Ron Sullivan Newsweek Interview Harvard Harvey Weinstein
Ron Sullivan agreed to defend Harvey Weinstein, Aaron Hernandez and other unpopular figures. Christopher Lane

Two days after the Post reports that you're representing Weinstein, another publication, RealClear Investigations, reports that you're representing Roland Fryer, Jr. He's a superstar, African-American economics professor at Harvard who was being investigated, in a state anti-discrimination proceeding and an internal, Title IX proceeding, for allegedly having created a hostile workplace for women at his think tank. So, first, is that much true—that were you representing Fryer?

So, no, his lawyer is a man named George Leontire. But I don't want to be pedantic here. I'm very close friends with Roland, and I was interviewed for that article. I can say that Roland did immediately consult with me on the Title IX piece of the case when he was served. The substance of the Title IX I can't talk about until it's resolved.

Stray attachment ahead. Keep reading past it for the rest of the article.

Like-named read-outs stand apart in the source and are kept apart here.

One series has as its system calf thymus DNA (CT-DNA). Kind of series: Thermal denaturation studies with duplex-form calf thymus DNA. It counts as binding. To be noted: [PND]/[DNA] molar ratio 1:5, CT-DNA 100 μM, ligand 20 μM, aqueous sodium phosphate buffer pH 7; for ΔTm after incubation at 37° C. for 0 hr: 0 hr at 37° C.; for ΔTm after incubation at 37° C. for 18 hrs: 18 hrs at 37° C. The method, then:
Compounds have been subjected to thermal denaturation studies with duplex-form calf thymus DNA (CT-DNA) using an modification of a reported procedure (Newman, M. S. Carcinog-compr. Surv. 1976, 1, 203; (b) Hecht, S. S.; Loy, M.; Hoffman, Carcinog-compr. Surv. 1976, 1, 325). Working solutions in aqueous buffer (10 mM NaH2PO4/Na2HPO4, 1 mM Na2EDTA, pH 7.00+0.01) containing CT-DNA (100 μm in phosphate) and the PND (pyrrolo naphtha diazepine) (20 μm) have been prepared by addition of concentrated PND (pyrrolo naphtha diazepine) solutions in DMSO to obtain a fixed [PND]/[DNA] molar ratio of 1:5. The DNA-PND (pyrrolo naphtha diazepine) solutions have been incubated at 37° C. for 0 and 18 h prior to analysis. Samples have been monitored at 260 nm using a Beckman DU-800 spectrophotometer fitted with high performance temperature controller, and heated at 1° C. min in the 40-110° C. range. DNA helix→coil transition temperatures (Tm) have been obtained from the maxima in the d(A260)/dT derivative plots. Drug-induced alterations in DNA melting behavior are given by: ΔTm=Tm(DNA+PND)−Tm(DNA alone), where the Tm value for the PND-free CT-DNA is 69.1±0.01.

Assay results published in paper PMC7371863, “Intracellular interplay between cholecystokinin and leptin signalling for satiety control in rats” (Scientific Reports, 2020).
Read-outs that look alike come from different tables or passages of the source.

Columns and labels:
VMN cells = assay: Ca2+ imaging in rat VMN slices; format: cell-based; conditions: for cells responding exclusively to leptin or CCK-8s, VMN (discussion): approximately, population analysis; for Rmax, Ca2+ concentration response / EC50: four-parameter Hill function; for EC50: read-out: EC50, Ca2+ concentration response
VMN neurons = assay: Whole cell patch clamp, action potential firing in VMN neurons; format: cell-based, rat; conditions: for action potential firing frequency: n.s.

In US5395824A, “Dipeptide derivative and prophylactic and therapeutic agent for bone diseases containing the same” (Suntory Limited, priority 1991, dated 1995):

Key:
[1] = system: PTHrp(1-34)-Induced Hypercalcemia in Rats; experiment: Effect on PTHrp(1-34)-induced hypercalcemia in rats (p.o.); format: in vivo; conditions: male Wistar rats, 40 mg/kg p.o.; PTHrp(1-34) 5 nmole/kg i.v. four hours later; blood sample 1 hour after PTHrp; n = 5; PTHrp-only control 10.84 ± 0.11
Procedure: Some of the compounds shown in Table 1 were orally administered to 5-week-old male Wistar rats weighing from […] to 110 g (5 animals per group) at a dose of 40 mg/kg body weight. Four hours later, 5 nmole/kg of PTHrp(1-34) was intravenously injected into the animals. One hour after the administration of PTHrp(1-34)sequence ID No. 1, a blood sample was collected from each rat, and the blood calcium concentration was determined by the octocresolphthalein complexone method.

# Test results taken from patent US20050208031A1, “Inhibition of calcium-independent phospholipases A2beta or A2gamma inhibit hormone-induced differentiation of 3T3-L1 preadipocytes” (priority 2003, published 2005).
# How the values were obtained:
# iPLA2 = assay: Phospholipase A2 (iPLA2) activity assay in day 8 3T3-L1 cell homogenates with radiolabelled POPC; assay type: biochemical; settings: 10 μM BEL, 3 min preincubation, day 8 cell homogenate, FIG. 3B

In the article you were quoted as saying, "It shows what the current movement, some blood in the water, and good coaching [of witnesses] can produce." And some cited that later on as showing hostility on your part to the whole #MeToo movement.

No, the quote referenced a New York Times article that had just come out and an op-ed by a graduate student of Roland's. I was talking about a particular set of facts in a particular proceeding. To suggest that it was a commentary any broader than that is simply false.

What was the first you heard from Dean Khurana after your Weinstein representation was disclosed?